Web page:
Lead banks Barclays and Bank of America Merrill Lynch have put together an informal working group of 10 senior lenders to act as an advisory group working alongside
Lenders inside the working group say management is supportive of the move and is open to suggestions from lenders on how best to address the gulf between its business plan and the current trading environment.
In December lenders overwhelmingly voted to allow a debt waiver that allows Ineos a six-month window where the business is largely free of covenant tests. This was intended to create space for management to formulate a new plan and to go back to banks with a proposal for a permanent amendment to debt facilities and reset covenants.
A deal that sees sponsor Permira become 51% owner of set-top box maker
The mandate to arrange debt backing the deal initially went to bookrunners JP Morgan and Morgan Stanley in October 2008. They were joined by bookrunners Bank of Ireland, BNP Paribas and Lloyds TSB in an initial expansion of the syndicate in November.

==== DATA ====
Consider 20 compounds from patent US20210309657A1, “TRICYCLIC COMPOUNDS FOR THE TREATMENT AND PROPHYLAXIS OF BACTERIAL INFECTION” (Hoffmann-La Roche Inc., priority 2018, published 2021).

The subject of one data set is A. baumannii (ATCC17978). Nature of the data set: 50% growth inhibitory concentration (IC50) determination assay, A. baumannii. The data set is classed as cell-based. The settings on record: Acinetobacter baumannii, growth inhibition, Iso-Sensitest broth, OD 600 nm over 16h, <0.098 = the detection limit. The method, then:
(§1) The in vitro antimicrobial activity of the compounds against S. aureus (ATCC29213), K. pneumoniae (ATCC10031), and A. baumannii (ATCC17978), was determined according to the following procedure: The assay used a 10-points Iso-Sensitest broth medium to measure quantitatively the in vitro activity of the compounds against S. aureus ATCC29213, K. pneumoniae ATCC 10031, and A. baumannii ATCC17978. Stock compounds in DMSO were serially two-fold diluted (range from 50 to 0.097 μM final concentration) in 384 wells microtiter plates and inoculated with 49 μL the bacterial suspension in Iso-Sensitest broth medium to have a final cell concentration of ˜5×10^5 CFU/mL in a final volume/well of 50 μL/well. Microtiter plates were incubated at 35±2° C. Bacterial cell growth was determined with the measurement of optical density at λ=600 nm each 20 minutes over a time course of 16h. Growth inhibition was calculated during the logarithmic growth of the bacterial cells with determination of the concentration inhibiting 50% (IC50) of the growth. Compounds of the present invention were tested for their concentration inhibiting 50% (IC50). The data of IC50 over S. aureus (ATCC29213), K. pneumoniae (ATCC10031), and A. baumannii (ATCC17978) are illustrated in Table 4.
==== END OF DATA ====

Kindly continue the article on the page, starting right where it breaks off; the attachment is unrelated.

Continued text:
Arranging and pricing a large new primary deal will be tough. There is currently no visibility on the level of bank appetite for debt and only the most limited visibility on the wider economic outlook.
Pre Lehman era
In September the deal went out to banks in an early bird phase but was never launched to general syndication. The £225m debt package supports Clayton, Dubilier & Rice‘s buyout of Bodycote Testing. Mandated lead arrangers and bookrunners are Barclays Capital, RBS, BNP Paribas and RBC.
Debt is split between a £46m seven-year amortising TLA paying 300bp over Libor, a £50m eight-year bullet TLB paying 350bp, a £50m nine-year bullet TLC paying 400bp, a £35m seven-year RCF paying 300bp, and a £20m seven-year capex/acquisition facility paying 300bp. A £54m 10-year mezzanine facility pays 450bp cash and 600bp PIK and is NC2/102/101.